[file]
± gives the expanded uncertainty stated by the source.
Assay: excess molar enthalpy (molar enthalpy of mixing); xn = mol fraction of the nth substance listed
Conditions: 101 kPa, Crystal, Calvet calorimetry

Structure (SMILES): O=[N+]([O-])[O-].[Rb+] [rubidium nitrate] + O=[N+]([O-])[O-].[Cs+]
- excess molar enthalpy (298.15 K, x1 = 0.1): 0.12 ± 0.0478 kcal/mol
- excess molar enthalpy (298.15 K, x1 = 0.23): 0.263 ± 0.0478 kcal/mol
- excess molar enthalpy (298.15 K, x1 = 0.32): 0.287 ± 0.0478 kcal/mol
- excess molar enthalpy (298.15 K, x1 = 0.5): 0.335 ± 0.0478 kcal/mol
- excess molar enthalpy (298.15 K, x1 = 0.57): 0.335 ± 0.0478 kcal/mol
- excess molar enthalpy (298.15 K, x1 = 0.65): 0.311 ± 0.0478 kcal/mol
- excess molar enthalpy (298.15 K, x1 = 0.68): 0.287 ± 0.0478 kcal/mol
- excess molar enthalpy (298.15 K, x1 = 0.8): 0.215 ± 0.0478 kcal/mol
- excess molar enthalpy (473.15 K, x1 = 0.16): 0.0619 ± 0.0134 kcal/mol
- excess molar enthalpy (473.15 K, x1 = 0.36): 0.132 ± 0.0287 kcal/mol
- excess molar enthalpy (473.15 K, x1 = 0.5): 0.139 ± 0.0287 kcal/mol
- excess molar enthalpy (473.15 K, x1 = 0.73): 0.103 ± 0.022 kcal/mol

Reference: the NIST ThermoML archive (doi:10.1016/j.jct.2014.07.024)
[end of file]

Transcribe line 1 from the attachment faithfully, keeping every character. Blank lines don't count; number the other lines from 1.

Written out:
± gives the expanded uncertainty stated by the source.